Skip to main content
Amnesty International UK
Log in

South Africa: Pregnancy shouldn't kill

Pregnant women and girls in Mkhondo, South Africa, are dying needlessly because they aren’t getting vital healthcare. A lethal mix of overstretched nurses, ambulance shortages and a lack of support make this one of the worst places in the country to be a new mother.

Maternal mortality rates are sky-high in Mkhondo – it’s one of the worst-performing health districts in South Africa.

Many pregnant women and girls avoid seeking medical care because they fear the lack of privacy. Others are scared off by overworked nurses – too busy to give them the time and patience they need.

Family planning advice isn’t readily available, and many girls find it difficult to make their partner wear a condom – all contributing to one of the highest rates of teenage pregnancies and HIV.

On top of this, the chronic ambulance shortage means pregnant women are often left stranded and alone.

Gloria’s story

At 16, Gloria suspected she might be pregnant – she hadn’t felt empowered to insist that her boyfriend, who was five years older, should use a condom.

Terrified of her family’s reaction, she walked for 30 minutes to the nearest clinic for a pregnancy test. Instead of providing her with information and support, the nurses scolded her for getting pregnant so young and unmarried.

Shocked and upset, Gloria left the clinic before completing all the tests and decided not to go back.

When she returned home, her boyfriend told her that he wasn’t ready for a child – he wanted her to have an abortion. Gloria’s response was, ‘I am also not ready for a baby but I can’t kill her. I have to protect her.’

She hasn’t heard from him since.

Gloria decided to go back to the clinic when a neighbour, seeing that she was pregnant, advised that she needed to take care of herself and her baby. She was eight months pregnant at the time.

The nurses shouted at her again. After taking an HIV test, Gloria tested positive. She was immediately placed on antiretroviral treatment to prevent the virus passing to her baby.

When Gloria went into labour, she had to hire a private car to be taken to the clinic. Upon arrival, it was decided that she would need to give birth at the closest hospital in Piet Retief, 46km away.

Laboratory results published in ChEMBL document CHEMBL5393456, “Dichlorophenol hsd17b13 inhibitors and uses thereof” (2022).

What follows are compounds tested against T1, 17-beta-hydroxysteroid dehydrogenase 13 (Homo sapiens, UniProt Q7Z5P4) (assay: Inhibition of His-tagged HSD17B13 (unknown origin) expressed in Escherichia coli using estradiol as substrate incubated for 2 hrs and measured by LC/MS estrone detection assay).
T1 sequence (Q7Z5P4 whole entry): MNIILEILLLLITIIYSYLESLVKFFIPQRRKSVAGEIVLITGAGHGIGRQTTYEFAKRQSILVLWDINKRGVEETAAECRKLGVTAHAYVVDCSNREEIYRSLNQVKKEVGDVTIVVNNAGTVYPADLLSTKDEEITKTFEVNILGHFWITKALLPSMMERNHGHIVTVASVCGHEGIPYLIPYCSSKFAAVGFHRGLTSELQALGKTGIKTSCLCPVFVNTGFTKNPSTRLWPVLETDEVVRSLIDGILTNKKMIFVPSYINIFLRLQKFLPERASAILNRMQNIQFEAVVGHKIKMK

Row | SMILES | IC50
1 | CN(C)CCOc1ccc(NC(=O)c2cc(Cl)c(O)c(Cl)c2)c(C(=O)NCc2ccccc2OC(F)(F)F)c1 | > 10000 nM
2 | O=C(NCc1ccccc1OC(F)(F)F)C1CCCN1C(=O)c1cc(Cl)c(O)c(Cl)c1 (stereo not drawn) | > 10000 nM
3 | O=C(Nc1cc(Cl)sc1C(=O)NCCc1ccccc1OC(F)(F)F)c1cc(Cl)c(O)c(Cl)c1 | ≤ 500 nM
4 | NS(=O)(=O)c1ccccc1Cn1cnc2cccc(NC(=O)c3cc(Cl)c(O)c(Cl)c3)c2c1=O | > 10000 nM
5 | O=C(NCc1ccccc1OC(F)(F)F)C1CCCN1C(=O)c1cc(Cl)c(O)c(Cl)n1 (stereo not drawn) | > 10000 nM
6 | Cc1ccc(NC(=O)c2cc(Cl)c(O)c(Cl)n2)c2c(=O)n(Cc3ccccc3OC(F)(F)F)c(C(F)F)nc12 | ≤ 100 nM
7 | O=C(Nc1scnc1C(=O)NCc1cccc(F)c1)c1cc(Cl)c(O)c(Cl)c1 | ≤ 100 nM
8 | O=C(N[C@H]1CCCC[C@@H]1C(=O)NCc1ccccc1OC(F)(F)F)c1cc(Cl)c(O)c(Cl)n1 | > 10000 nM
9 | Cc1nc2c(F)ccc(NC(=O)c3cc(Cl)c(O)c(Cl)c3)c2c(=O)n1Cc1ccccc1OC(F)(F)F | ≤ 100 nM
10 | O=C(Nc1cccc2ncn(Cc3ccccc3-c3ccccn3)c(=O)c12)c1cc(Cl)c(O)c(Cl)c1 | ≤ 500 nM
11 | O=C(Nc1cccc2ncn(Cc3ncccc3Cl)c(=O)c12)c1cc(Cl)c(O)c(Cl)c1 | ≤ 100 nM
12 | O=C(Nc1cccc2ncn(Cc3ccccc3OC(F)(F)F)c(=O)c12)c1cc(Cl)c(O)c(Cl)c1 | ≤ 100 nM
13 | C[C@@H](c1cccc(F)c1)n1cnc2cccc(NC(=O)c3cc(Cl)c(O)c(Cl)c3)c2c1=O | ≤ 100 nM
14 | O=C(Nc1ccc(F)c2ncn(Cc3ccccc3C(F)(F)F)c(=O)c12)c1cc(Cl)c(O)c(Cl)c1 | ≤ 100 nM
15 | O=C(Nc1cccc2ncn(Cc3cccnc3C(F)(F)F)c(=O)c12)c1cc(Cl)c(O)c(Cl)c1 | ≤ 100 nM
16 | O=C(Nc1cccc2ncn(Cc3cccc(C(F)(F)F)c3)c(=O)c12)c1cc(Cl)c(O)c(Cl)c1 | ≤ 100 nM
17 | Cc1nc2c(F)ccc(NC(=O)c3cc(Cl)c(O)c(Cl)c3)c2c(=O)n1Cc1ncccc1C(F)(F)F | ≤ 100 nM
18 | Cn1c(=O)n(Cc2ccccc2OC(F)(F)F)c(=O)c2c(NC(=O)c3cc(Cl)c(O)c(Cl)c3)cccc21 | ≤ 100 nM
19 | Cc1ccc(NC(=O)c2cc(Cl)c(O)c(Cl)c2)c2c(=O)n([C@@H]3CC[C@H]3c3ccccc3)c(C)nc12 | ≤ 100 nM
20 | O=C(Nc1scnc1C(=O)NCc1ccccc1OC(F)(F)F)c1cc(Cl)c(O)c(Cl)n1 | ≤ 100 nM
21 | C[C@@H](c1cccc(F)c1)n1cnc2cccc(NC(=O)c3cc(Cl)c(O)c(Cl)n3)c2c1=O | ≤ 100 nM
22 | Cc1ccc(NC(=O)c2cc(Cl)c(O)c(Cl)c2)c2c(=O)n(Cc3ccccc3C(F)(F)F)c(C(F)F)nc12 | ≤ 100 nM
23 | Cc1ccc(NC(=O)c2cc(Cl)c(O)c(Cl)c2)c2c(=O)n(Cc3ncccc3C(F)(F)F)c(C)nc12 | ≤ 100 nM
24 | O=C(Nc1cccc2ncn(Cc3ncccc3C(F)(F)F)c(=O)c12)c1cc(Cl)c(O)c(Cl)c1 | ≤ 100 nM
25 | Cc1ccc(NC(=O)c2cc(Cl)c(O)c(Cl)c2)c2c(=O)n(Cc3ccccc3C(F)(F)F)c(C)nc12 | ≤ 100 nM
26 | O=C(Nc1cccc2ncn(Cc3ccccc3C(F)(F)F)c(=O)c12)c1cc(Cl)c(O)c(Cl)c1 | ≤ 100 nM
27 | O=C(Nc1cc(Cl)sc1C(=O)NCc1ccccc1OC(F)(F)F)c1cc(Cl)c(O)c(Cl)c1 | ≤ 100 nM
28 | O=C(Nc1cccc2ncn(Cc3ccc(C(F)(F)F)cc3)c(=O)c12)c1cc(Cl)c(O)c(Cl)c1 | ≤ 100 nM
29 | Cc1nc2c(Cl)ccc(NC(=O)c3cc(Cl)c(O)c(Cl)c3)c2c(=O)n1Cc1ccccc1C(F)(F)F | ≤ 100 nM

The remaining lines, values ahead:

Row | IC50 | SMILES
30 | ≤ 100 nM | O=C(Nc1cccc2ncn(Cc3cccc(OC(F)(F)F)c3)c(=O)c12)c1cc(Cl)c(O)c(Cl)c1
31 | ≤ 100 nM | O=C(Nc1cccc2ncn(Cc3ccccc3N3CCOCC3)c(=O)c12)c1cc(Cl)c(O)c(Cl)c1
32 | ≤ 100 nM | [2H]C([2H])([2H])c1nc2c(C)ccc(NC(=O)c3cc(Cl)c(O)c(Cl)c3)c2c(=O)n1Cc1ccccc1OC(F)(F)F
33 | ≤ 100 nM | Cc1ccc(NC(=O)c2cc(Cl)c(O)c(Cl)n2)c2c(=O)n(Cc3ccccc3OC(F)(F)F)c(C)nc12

As there is no permanent ambulance station in Amsterdam, Gloria had to wait for one to arrive.

An hour later, Gloria was taken to the hospital to give birth – alone.

When she got to the hospital, she was left in a room for several hours with no pain relief medicine or initial check-up.

Several hours later, after experiencing contractions and an overwhelming urge to push, Gloria went looking for a nurse who told her to go to the toilet.

Gloria refused, insisting that she should push. The nurse eventually told her to lie down and checked her – the baby’s head was showing.

Gloria and her new daughter stayed in hospital overnight. The next morning she walked 45 minutes to the taxi rank, followed by another 30-minute walk to get home.

Gloria’s story is not unique but it’s far from the worst. Without proper medical care during pregnancy, women and girls lives are being put at risk.

The maternal mortality rate has more than doubled in the district, and teenage pregnancies are well above the average.

Update: Good news

In January 2015, Amsterdam Clinic in Mkhondo Municipality increased the frequency of their antenatal care services from two days a week to seven.

Women and girls living in the area can now access these vital services more easily and with drastically reduced waiting times.

This is great news for women in employment as they no longer need to take time off work to attend the clinic.

What we’re calling for

While we welcome this excellent news, there's still more to be done. We’re calling on the South African government to improve healthcare services for girls and women in Mkhondo Municipality.

We’re also asking them to:

  • recognise that barriers to healthcare still exist
  • implement a multi-departmental approach to combat maternal mortality, HIV/AIDS and gender-based discrimination
  • ensure adequate budgetary resources are allocated by all departments and that regular feedback is provided to Parliament on progress in line with these commitments